Peru comes to California.
The South American country where lamas roam among the Andes and the Incas once ruled now has its first world champion and her name is Kina Malpartida.
On Saturday, Dec. 5, Malpartida defends her world title against Great Britain’s Lyndsey Scragg (10-1, 3 KOs) at the Citizen’s Business Bank Arena in Ontario. The fight will not be televised locally but will be shown nationally in her native Peru.
Expect an entire country to be watching their national hero.
How did it happen?
Nine months ago Malpartida entered Madison Square Garden as the big underdog and emerged as the new junior lightweight world champion. In her previous fight at the San Manuel Casino, she suffered a knockdown in the last round and lost a close fight. But all her losses and disappointments were completely erased when she beat Maureen Shea.
On her return home to Peru a she stepped off the plane Malpartida didn’t know what to expect after winning the WBA junior lightweight world title and becoming her country’s first and only world champion.
For years the tall rather shy Malpartida had toiled alone often shunted aside by trainers and sometimes ridiculed by other boxers as she continued her quest to become a champion.
When confronted with thousands of fans she realized her life had changed as television crews and media representatives crowded the airport to get a glimpse of its new national hero.
“She’s big,” said Armando Huerta, a California native who trains Malpartida.
“I still can’t believe it,” says Malpartida (10-3, 3 KOs) who is defending her title for the second time.
“It’s amazing to me,” said Malpartida, 29, who has been training in Southern California the past four years and is now a regular at the Maywood Boxing Gym.
Since winning the title the Peruvian champion was given a whirlwind tour of all the major cities of her native country and became a daily fixture on tabloid television, newspapers and magazines. It’s been a shock.
“In Peru there were lots of parades and I went to all of the cities and met all of the mayors. I even met the president,” Malpartida said. “My last fight was in the National Stadium.”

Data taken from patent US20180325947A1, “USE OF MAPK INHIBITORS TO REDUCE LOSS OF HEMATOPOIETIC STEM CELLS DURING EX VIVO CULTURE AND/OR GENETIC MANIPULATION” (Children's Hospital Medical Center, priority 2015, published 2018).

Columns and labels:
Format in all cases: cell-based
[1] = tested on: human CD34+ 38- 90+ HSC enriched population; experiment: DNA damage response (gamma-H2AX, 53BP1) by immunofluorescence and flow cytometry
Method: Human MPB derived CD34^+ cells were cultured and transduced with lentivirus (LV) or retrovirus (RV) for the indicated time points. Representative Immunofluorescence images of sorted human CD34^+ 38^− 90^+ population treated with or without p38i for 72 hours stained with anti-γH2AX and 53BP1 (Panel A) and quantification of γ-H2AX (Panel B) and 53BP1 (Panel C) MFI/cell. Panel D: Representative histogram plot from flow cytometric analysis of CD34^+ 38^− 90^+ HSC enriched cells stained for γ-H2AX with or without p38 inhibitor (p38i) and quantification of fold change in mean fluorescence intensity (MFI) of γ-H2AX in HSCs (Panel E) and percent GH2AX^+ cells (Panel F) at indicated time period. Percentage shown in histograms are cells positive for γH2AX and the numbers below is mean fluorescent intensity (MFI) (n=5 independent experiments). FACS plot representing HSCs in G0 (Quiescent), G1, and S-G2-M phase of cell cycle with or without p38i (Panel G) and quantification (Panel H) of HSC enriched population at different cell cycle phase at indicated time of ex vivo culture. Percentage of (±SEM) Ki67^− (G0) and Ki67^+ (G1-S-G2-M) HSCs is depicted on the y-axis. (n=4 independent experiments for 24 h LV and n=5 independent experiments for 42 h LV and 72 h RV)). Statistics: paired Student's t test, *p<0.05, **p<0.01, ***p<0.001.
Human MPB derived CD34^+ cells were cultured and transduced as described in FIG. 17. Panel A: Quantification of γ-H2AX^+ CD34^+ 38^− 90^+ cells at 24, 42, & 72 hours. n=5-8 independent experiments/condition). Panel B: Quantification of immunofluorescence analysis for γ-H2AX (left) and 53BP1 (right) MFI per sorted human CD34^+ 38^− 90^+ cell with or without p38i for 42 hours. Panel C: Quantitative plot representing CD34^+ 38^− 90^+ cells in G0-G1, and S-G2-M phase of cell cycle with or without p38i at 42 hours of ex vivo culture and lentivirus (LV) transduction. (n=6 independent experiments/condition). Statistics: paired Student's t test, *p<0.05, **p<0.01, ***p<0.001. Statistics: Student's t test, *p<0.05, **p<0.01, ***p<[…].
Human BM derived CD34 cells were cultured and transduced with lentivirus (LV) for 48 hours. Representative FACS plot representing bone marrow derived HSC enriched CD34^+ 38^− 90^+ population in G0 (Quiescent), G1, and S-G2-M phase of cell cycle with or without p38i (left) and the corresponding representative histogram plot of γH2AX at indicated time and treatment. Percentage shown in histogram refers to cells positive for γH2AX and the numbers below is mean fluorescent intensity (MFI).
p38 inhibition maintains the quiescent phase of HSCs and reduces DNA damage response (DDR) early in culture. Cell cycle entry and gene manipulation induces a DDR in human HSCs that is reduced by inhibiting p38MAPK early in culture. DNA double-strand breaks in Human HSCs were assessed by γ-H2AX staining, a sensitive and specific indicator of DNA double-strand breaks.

Malpartida beat Brazil’s Halana Dos Santos in front of thousands of fans by a seventh round technical knockout this past June. Now she faces England’s Scragg who is searching for her first world title.
“She’s a good fighter. She comes forward and is not tall,” said Malpartida of her next opponent Scragg. “I know she is very tough if she fought Jelena Mrdjenovich.”
At the Maywood Boxing Gym a dozen reporters from Peru milled around the crowded the fighters who were waiting in line to spar. One cameraman kept his large black video camera pointed at Malpartida at all times as if fearful he might lose an important moment.
Huerta, whose son Charles Huerta is a young prospect with Golden Boy Promotions, said he was thoroughly shocked when he arrived in Peru last June to prepare his protégé for a fight.
“She can’t walk the streets without being recognized,” said Huerta who also was recognized daily while in Lima, Peru. “The paparazzi are always following her.”
In California the rather quiet female boxer used to be able to travel freely. Now the Peruvian newshounds follow her wherever she goes. She was on the cover of Time Magazine in South America. She’s that big.
“I was thinking I’m a very fortunate girl to be from a country that hasn’t had a lot of champions,” said Malpartida as she was saturated with adulation during her last stay in her native country. “It’s really taken me by surprise.”
Malpartida remembers being tossed aside by trainers, given phony visas by former managers and told she was not very good. Until she met Huerta she doubted herself.
“Now I know the secret,” Malpartida says. “Boxing is a mind game. You have to believe in yourself.”
One girl who spars with the Peruvian is Moreno Valley’s Kaliesha “Wild Wild” West, a bantamweight with speed and power.
“She has a good jab,” says West, who fights on Dec. 12 in Palm Springs. “After a four-punch combination she gets out of there.”
It’s Malpartida’s combination of grace, skill and mental confidence that have made her the first world champion from Peru.
“I knew I was going to be a champion,” Malpartida said.
The doors open at Citizen Business Bank Arena at 3 p.m. For more information (909) 244-5500.
Fights on television
Thurs. Versus, 7 p.m., Maureen Shea (13-2) vs. Jenna Shiver (9-4-1).
Fri. Showtime, 10 p.m., Mauricio Herrera (13-0) vs. Mike Anchondo (29-2).
Fri. Telemundo 11:30 p.m., Cosme Rivera (31-13-2) vs. Euri Gonzalez (19-1-1).
Sat. HBO, 7 p.m., Paul Williams (37-1) vs. Sergio Martinez (44-1-2); Chris Arreola (27-1) vs. Brian Minto (34-2).
Who will win #HOPKINSKOVALEV